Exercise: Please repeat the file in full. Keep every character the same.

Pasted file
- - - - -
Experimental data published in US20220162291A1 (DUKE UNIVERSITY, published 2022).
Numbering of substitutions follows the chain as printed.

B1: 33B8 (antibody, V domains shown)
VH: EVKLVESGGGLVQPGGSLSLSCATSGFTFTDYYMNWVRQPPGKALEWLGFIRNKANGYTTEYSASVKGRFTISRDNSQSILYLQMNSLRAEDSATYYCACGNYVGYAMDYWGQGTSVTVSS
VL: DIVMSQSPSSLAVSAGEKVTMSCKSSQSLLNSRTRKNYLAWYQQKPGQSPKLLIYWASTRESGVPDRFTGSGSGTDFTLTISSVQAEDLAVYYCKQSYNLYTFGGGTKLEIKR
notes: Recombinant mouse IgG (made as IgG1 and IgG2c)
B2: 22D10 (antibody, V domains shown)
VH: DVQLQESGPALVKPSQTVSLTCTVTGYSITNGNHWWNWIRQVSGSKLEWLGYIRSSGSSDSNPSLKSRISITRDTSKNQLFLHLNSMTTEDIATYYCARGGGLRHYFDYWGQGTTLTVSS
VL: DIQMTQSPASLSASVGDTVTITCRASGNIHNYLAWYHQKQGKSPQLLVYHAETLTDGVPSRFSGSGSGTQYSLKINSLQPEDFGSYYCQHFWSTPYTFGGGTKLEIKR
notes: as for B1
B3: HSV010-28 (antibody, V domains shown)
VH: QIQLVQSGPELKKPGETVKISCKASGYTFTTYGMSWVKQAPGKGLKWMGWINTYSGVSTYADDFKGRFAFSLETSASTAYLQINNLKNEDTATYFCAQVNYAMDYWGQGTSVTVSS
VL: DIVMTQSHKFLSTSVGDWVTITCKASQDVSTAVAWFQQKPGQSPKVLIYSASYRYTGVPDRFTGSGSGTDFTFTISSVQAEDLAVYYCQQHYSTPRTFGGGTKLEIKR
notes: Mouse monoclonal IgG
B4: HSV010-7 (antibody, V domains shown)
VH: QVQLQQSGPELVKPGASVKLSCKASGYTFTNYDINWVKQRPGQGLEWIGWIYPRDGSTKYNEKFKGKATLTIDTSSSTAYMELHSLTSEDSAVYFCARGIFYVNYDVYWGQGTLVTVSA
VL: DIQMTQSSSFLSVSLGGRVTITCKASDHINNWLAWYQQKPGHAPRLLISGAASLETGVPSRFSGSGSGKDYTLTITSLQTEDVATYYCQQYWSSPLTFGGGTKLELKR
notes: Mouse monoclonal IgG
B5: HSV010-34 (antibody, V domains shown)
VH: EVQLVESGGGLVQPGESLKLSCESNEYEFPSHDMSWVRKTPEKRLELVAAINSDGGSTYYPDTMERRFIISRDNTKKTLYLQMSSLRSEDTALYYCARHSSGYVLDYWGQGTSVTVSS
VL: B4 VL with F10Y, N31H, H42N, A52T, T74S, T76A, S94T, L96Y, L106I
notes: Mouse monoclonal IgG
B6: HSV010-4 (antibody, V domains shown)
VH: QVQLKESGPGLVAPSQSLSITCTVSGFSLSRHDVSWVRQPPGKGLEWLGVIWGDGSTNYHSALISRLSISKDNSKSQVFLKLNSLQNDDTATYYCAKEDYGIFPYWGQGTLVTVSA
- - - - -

Experimental data published in US20220162291A1 (DUKE UNIVERSITY, published 2022).
Numbering of substitutions follows the chain as printed.

B1: 33B8 (antibody, V domains shown)
VH: EVKLVESGGGLVQPGGSLSLSCATSGFTFTDYYMNWVRQPPGKALEWLGFIRNKANGYTTEYSASVKGRFTISRDNSQSILYLQMNSLRAEDSATYYCACGNYVGYAMDYWGQGTSVTVSS
VL: DIVMSQSPSSLAVSAGEKVTMSCKSSQSLLNSRTRKNYLAWYQQKPGQSPKLLIYWASTRESGVPDRFTGSGSGTDFTLTISSVQAEDLAVYYCKQSYNLYTFGGGTKLEIKR
notes: Recombinant mouse IgG (made as IgG1 and IgG2c)
B2: 22D10 (antibody, V domains shown)
VH: DVQLQESGPALVKPSQTVSLTCTVTGYSITNGNHWWNWIRQVSGSKLEWLGYIRSSGSSDSNPSLKSRISITRDTSKNQLFLHLNSMTTEDIATYYCARGGGLRHYFDYWGQGTTLTVSS
VL: DIQMTQSPASLSASVGDTVTITCRASGNIHNYLAWYHQKQGKSPQLLVYHAETLTDGVPSRFSGSGSGTQYSLKINSLQPEDFGSYYCQHFWSTPYTFGGGTKLEIKR
notes: as for B1
B3: HSV010-28 (antibody, V domains shown)
VH: QIQLVQSGPELKKPGETVKISCKASGYTFTTYGMSWVKQAPGKGLKWMGWINTYSGVSTYADDFKGRFAFSLETSASTAYLQINNLKNEDTATYFCAQVNYAMDYWGQGTSVTVSS
VL: DIVMTQSHKFLSTSVGDWVTITCKASQDVSTAVAWFQQKPGQSPKVLIYSASYRYTGVPDRFTGSGSGTDFTFTISSVQAEDLAVYYCQQHYSTPRTFGGGTKLEIKR
notes: Mouse monoclonal IgG
B4: HSV010-7 (antibody, V domains shown)
VH: QVQLQQSGPELVKPGASVKLSCKASGYTFTNYDINWVKQRPGQGLEWIGWIYPRDGSTKYNEKFKGKATLTIDTSSSTAYMELHSLTSEDSAVYFCARGIFYVNYDVYWGQGTLVTVSA
VL: DIQMTQSSSFLSVSLGGRVTITCKASDHINNWLAWYQQKPGHAPRLLISGAASLETGVPSRFSGSGSGKDYTLTITSLQTEDVATYYCQQYWSSPLTFGGGTKLELKR
notes: Mouse monoclonal IgG
B5: HSV010-34 (antibody, V domains shown)
VH: EVQLVESGGGLVQPGESLKLSCESNEYEFPSHDMSWVRKTPEKRLELVAAINSDGGSTYYPDTMERRFIISRDNTKKTLYLQMSSLRSEDTALYYCARHSSGYVLDYWGQGTSVTVSS
VL: B4 VL with F10Y, N31H, H42N, A52T, T74S, T76A, S94T, L96Y, L106I
notes: Mouse monoclonal IgG
B6: HSV010-4 (antibody, V domains shown)
VH: QVQLKESGPGLVAPSQSLSITCTVSGFSLSRHDVSWVRQPPGKGLEWLGVIWGDGSTNYHSALISRLSISKDNSKSQVFLKLNSLQNDDTATYYCAKEDYGIFPYWGQGTLVTVSA